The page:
Gerstein, Mordicai, The Man Who Walked Between the Towers . Square Fish, 2007.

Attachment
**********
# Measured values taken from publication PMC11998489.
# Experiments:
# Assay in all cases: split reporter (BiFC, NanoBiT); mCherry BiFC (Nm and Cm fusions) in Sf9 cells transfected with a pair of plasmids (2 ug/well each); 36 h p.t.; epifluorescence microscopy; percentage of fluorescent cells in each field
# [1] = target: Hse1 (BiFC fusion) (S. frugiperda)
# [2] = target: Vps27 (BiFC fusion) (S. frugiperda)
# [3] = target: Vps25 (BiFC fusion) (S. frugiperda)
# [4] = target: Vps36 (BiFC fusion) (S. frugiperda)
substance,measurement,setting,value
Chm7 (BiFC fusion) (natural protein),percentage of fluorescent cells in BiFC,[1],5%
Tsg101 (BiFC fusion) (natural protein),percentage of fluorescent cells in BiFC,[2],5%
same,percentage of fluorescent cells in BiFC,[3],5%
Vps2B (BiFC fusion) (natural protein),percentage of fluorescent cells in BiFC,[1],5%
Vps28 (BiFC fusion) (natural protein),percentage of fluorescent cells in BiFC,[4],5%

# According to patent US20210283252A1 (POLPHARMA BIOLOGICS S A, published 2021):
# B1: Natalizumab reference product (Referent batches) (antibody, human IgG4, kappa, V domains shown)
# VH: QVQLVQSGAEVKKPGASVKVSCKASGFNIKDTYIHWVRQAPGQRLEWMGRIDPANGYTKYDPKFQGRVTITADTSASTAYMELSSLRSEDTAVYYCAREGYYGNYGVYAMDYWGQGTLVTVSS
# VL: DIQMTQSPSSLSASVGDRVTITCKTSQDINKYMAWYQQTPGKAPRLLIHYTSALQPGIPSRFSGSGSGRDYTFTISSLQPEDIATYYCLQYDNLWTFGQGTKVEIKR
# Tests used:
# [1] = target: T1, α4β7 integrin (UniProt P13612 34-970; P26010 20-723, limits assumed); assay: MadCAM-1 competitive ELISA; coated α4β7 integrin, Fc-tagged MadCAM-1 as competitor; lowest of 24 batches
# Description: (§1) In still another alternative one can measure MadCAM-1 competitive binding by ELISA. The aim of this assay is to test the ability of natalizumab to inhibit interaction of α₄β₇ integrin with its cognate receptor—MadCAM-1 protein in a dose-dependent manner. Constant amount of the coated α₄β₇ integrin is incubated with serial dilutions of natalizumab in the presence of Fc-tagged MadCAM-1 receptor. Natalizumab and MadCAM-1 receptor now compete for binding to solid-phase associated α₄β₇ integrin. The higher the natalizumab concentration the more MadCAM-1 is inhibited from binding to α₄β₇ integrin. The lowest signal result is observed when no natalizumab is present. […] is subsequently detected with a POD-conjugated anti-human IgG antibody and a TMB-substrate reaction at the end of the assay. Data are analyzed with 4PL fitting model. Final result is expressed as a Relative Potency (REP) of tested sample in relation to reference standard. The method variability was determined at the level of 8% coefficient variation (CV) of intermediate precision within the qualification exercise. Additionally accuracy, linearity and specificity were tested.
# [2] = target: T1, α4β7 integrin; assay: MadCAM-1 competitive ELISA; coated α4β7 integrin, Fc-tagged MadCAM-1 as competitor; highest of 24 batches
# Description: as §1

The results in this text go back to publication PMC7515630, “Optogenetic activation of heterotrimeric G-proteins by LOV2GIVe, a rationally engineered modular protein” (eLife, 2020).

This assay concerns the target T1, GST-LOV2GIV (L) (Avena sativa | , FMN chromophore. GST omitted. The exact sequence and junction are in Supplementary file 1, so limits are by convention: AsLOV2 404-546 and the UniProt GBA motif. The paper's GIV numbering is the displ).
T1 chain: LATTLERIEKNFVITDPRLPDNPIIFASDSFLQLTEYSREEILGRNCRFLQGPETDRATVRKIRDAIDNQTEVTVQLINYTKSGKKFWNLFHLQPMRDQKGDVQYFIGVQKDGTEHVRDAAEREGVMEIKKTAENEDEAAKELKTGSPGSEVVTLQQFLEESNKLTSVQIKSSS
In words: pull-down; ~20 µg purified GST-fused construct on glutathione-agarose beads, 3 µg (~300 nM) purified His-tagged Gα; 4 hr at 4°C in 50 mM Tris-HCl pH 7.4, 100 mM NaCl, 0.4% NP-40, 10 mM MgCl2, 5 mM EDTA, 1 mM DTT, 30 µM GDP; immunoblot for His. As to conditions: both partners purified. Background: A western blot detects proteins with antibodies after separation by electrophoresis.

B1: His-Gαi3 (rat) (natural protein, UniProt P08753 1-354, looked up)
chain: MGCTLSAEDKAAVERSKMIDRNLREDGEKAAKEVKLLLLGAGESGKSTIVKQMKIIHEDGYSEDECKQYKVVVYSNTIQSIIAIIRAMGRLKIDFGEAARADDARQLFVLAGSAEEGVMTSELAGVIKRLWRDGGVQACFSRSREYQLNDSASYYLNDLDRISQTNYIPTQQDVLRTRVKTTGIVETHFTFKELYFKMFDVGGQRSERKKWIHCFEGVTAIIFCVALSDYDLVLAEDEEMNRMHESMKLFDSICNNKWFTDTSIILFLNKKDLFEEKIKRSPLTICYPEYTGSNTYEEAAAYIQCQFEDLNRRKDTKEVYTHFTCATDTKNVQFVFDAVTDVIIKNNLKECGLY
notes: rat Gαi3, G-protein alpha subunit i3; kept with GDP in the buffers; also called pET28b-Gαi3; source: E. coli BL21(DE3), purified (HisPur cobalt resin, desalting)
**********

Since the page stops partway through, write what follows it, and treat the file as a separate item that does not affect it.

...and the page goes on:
For ages 5-8, English, 40 pages, ISBN-10: 031236878X.  Available new and used from online booksellers.The setting for this story is the Twin Towers, but it is NOT about the bombing.  The towers are intact in the story. This effectively spare, lyrical account chronicles Philippe Pettit’s tight rope walk between Manhattan's World Trade Center towers in 1974.  Gerstein begins the book like a fairytale, "Once there were two towers side by side. They were each a quarter of a mile high... The tallest buildings in New York City." The author casts the French aerialist and street performer as the hero: "A young man saw them rise into the sky.... He loved to walk and dance on a rope he tied between two trees." As the man makes his way across the rope from one tree to the other, the towers loom in the background. When Philippe gazes at the twin buildings, he looks "not at the towers but at the space between them.... What a wonderful place to stretch a rope; a wire on which to walk." Disguised as construction workers, he and a friend haul a 440-pound reel of cable and other materials onto the roof of the south tower. How Philippe and his pal hung the cable over the 140-feet distance is in itself a fascinating-and harrowing-story, charted in a series of vertical and horizontal ink and oil panels. An inventive foldout tracking Philippe's progress across the wire offers dizzying views of the city below; a turn of the page transforms readers' vantage point into a vertical view of the feat from street level. When police race to the top of one tower's roof, threatening arrest, Philippe moves back and forth between the towers ("As long as he stayed on the wire he was free"). Gerstein's dramatic paintings include some perspectives bound to take any reader's breath away. Truly affecting is the book's final painting of the imagined imprint of the towers, now existing "in memory"- linked by Philippe and his high wire.